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Signs of labour

 


















Knowing what may happen during labour will help you feel prepared. Labour is different for every woman and often for every baby she has. Labour can be divided into three stages. Knowing what is likely to happen during each stage will help you plan and prepare for your baby's arrival.

In the last few weeks, you may have been feeling mild contractions, known as Braxton Hicks contractions. This is where your abdomen gets tight then relaxes. Now, you may become aware of a pattern starting to occur, for example every 20-30 minutes. They may last 30 seconds; gradually these contractions will become stronger, more frequent, and start to last longer. You will know that the labour is really getting going when the contractions start coming every 5 minutes or every 10 minutes if this is not your first baby.
 
Once in hospital, your doctor will first check when your contractions began and how often they are coming. She will do an abdominal examination to check the position of your baby and to be certain that baby is coming head first. The doctor will then do an internal examination to see how much the cervix has opened. Before labour begins, your cervix is about 3 cm long and closed. She can then from this assessment how far in labour you are and proceed accordingly.

Our checklist will help you decide whether it’s the real thing. If this is your first baby, it’s easy to think “this is it”, only to find you are just getting ready for labour. In the week or so before labour you may notice:
  • An increase in vaginal discharge
     
  • “Show”: this can happen either before labour starts (up to one week prior) or in the early stages of labour. The mucus plug in the cervix, which has helped to seal the uterus, gradually comes away and out of the vagina. It appears like sticky pink red mucus, sometimes mixed with a little blood. This small amount of sticky pink mucus is called a show. If you are losing a lot of blood, it may be a sign that something is wrong; call your doctor right away.

  • A need to get things ready-the so-called nesting instinct

  • Feeling quite emotional; crying for no reason as your hormones get to you

  • A sense that you don’t want to be far from home

  • Nausea, vomiting, or diarrhoea

  • Braxton Hicks contractions that feel like tightening or period pains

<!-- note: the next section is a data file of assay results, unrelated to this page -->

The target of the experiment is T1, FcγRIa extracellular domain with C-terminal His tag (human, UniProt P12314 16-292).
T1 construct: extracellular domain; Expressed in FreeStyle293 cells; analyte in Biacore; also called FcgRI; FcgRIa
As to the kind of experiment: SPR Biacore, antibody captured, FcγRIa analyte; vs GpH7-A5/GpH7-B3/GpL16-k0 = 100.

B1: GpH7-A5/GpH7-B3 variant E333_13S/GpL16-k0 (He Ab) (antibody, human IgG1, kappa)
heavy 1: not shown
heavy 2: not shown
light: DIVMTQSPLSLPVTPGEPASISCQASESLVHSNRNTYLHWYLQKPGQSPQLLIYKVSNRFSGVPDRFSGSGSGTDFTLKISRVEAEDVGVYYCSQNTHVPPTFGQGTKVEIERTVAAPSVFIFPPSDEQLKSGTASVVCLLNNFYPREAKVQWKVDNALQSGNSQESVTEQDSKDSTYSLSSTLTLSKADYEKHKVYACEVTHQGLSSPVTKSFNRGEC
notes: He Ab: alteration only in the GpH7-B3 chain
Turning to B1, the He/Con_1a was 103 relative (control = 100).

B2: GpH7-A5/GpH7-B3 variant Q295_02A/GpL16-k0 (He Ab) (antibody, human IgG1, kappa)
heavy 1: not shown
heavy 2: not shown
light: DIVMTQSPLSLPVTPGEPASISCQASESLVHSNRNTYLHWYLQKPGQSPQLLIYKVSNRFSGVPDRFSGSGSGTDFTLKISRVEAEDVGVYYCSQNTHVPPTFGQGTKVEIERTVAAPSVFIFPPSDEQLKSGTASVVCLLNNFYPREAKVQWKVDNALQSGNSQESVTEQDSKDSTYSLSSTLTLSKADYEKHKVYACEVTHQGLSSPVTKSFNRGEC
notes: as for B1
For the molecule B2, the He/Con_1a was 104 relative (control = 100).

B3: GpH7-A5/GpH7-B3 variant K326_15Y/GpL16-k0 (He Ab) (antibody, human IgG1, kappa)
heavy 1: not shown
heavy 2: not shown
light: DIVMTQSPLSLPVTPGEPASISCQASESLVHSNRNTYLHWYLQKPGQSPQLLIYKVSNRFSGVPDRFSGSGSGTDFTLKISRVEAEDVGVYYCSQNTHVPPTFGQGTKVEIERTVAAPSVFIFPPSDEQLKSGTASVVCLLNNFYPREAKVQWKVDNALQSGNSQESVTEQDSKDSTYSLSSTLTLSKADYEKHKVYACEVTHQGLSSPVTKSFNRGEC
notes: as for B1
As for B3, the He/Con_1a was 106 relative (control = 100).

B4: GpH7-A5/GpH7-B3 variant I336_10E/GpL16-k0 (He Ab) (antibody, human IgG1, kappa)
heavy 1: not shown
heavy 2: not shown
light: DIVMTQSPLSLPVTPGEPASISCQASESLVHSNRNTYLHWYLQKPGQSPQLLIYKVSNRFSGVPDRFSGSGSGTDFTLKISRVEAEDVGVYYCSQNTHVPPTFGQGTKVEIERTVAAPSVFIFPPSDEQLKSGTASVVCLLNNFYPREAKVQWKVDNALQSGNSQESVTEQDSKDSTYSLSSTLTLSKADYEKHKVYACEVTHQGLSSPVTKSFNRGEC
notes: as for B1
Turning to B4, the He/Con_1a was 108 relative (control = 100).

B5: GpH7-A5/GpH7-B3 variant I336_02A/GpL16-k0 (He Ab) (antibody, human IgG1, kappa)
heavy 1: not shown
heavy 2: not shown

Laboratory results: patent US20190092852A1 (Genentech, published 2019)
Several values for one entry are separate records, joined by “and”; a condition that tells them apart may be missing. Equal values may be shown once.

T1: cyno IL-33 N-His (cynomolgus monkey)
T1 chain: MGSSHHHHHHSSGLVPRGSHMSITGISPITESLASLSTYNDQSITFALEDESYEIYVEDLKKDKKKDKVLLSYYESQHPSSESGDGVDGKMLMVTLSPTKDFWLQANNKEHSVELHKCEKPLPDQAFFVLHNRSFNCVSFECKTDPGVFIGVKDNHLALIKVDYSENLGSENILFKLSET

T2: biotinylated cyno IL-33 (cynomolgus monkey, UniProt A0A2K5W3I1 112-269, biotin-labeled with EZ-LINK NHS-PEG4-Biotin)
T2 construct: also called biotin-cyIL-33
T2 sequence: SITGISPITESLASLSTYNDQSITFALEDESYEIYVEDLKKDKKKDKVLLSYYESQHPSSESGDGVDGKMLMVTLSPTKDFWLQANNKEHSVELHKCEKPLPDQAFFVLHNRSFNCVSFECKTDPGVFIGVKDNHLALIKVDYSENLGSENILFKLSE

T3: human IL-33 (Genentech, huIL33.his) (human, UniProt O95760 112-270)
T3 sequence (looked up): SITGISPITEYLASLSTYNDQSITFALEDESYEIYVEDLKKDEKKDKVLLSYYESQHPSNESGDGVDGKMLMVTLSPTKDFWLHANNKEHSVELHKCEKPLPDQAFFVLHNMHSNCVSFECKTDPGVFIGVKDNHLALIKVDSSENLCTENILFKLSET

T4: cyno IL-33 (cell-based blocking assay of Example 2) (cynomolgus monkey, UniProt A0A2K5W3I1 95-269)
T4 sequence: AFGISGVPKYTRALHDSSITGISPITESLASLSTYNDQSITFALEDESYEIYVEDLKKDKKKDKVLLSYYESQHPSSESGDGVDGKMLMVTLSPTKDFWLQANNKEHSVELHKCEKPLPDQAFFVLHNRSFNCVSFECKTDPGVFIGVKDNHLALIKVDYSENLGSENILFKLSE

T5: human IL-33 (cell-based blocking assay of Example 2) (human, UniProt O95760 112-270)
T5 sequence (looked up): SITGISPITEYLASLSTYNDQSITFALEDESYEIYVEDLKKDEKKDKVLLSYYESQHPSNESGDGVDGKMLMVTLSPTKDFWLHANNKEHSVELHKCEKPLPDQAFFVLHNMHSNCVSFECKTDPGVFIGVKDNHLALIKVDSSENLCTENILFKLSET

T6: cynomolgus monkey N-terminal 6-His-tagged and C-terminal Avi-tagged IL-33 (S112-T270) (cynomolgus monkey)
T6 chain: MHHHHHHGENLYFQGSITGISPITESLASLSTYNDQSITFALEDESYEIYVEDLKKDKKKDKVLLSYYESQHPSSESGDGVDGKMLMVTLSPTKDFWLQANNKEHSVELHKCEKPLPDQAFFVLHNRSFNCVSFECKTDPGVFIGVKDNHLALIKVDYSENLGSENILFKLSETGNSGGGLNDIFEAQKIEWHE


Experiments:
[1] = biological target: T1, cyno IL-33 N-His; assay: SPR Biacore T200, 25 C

When you go into labour you may notice:

  • The “show” if it has not come away earlier if accompanied with regular contractions or rupture of membranes.

  • The waters breaking: the bag of water surrounding your baby may break before labour starts.  Sometimes the waters break before the beginning of the contractions or, more commonly, once labour is under way. You will notice either a slow trickle from your vagina or a sudden gush of water that you can’t control. If the waters go with a gush, contact your doctor right away. You may be asked to go into hospital immediately. Put on a sanitary towel and keep an eye on the colour of the fluid. It will help your doctor, if you can remember when the waters broke, roughly how much fluid there was and what colour it was. Amniotic fluid is usually pale straw coloured. If it is green or has black bits in it, this may show that the baby is, or has been in distress. You should inform your doctor and go straight in.

  • Sometimes you just notice a slow trickle from vagina which can be hard to differentiate from urine (especially if you are having urine leaks in late pregnancy). Put a sanitary pad on and, if it is wet after an hour, it’s probably the water leaking. If you are still not sure, contact your doctor.

  • Low back pain as the baby settles well down

  • Regular contractions that could feel like period pains or tightening pain across your bump. When you are having regular contractions that last more than 30 seconds and begin to feel stronger, labour may have started. Your contractions will become longer, stronger and more frequent. The contractions cause the baby’s head to be pressed down through the pelvis and against the inside of the cervix. This causes the cervix to dilate allowing the baby’s head to descend into the vagina.


 

 

 



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